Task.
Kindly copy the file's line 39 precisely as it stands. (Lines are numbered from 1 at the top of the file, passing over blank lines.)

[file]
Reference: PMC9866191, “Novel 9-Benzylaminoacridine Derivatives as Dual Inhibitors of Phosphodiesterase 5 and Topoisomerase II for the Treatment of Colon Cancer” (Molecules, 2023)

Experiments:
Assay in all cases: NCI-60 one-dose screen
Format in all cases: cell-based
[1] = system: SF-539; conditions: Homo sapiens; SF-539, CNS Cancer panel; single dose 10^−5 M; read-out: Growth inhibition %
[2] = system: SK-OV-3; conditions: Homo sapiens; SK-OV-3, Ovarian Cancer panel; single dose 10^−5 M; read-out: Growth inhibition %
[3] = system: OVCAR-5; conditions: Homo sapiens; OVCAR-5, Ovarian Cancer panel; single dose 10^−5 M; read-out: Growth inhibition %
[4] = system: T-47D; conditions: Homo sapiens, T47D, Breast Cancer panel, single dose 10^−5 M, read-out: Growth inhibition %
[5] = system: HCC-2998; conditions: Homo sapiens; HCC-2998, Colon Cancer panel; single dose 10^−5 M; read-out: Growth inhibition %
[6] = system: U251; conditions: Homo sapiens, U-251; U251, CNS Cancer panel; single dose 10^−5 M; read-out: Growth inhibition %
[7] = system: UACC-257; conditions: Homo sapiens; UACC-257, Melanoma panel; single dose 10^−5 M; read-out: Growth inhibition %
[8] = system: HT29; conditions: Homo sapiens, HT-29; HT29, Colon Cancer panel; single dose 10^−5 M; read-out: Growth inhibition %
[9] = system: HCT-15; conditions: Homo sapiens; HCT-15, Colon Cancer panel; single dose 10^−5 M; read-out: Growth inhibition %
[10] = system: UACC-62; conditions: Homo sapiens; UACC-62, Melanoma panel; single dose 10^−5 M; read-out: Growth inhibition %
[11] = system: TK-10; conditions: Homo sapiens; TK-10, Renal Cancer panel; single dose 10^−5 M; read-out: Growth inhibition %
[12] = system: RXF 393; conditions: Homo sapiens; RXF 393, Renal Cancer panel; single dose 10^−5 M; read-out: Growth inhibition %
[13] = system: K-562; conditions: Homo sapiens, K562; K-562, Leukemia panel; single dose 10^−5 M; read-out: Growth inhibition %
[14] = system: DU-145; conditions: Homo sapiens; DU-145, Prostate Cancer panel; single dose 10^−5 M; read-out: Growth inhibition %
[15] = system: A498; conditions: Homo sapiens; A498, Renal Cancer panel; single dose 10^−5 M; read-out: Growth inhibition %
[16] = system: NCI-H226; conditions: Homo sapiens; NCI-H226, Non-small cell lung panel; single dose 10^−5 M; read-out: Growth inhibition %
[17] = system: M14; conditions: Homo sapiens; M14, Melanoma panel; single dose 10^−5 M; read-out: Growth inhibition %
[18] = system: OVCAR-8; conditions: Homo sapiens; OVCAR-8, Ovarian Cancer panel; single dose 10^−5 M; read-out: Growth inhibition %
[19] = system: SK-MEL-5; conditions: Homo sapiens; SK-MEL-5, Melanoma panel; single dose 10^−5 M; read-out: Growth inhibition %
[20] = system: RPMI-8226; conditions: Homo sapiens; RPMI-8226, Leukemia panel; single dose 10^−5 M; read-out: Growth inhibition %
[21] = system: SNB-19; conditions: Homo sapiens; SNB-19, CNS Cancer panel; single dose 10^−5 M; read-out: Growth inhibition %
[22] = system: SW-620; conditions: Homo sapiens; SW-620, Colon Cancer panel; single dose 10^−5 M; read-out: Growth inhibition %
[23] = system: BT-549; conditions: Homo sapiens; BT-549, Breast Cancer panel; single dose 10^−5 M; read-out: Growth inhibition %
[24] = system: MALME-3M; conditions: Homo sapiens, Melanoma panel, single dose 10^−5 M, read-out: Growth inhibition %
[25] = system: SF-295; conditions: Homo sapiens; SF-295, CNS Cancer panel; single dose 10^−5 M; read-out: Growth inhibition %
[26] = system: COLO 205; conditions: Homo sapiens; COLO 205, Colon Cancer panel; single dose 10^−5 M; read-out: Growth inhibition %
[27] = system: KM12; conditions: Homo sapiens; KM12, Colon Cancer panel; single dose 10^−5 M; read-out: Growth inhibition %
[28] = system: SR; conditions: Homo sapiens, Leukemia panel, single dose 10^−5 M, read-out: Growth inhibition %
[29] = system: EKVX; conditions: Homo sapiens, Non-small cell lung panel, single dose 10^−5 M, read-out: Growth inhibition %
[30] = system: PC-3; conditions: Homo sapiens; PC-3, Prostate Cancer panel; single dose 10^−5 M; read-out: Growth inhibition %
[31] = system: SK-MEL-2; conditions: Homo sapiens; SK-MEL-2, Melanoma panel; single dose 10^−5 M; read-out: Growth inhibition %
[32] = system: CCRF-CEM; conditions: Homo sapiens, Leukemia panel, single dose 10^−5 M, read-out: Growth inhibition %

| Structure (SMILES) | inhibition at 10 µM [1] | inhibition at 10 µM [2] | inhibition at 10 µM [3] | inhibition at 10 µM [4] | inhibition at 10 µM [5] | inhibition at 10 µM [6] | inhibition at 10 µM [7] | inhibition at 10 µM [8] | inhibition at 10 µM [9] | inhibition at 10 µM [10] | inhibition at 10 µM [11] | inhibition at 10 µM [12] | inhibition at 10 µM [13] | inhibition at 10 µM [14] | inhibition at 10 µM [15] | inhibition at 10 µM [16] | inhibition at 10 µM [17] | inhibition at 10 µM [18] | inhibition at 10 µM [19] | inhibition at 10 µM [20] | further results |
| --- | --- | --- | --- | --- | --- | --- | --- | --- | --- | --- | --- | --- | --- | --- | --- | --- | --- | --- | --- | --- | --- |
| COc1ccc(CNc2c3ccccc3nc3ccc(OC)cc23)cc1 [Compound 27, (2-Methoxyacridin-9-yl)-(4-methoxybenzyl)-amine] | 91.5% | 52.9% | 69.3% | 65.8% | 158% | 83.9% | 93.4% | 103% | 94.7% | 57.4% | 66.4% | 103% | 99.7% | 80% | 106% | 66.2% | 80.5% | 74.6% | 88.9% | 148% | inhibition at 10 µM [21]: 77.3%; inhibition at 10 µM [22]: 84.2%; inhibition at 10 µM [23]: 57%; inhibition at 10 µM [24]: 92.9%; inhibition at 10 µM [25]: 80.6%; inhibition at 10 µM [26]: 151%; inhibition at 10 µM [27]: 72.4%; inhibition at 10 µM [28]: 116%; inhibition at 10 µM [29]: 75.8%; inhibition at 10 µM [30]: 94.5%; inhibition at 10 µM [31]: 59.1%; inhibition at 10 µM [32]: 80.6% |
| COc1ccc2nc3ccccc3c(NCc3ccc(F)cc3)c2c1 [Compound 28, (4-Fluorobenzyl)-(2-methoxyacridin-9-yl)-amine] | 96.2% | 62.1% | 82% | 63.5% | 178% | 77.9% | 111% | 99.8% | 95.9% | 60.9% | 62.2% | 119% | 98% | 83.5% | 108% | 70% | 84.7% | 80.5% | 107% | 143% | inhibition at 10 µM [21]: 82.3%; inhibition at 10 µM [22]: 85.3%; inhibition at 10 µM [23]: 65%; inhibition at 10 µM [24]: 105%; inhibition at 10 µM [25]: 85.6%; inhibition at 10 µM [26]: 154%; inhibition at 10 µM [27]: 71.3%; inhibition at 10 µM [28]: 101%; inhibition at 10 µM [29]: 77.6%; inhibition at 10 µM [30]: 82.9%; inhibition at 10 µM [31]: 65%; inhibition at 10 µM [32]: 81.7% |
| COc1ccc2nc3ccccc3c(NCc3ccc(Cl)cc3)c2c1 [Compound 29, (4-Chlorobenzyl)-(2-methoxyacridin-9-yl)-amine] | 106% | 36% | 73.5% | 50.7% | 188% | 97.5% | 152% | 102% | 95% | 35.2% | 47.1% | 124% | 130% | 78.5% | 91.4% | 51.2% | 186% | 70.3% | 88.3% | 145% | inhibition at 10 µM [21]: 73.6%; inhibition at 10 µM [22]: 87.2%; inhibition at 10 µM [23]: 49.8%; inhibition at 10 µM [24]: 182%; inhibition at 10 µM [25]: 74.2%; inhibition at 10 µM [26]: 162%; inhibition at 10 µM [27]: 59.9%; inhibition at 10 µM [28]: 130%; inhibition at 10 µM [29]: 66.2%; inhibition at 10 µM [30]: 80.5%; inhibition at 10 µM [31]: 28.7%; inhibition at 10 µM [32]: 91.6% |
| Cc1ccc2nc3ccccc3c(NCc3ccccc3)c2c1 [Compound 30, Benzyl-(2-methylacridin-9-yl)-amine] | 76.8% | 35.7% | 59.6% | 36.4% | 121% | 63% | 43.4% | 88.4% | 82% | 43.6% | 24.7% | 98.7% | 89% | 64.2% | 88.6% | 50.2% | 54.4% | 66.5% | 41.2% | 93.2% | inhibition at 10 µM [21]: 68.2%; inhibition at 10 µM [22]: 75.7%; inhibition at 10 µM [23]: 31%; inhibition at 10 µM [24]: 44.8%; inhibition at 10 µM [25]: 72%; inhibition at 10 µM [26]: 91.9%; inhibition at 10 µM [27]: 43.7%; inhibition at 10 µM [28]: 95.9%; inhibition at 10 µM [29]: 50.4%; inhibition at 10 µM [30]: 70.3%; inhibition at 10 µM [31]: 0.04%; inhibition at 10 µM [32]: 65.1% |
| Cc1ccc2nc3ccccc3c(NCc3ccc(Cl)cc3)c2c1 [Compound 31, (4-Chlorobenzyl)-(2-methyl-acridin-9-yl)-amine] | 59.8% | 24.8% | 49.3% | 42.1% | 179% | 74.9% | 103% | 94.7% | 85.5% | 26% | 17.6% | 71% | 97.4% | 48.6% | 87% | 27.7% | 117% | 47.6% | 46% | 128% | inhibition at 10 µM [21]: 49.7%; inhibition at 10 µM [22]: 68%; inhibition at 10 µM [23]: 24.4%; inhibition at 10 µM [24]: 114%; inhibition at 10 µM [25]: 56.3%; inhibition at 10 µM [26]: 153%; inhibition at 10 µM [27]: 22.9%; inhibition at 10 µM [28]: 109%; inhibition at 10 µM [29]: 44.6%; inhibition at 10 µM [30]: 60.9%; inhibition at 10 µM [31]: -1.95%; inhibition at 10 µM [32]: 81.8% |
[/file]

| COc1ccc(CNc2c3ccccc3nc3ccc(OC)cc23)cc1 [Compound 27, (2-Methoxyacridin-9-yl)-(4-methoxybenzyl)-amine] | 91.5% | 52.9% | 69.3% | 65.8% | 158% | 83.9% | 93.4% | 103% | 94.7% | 57.4% | 66.4% | 103% | 99.7% | 80% | 106% | 66.2% | 80.5% | 74.6% | 88.9% | 148% | inhibition at 10 µM [21]: 77.3%; inhibition at 10 µM [22]: 84.2%; inhibition at 10 µM [23]: 57%; inhibition at 10 µM [24]: 92.9%; inhibition at 10 µM [25]: 80.6%; inhibition at 10 µM [26]: 151%; inhibition at 10 µM [27]: 72.4%; inhibition at 10 µM [28]: 116%; inhibition at 10 µM [29]: 75.8%; inhibition at 10 µM [30]: 94.5%; inhibition at 10 µM [31]: 59.1%; inhibition at 10 µM [32]: 80.6% |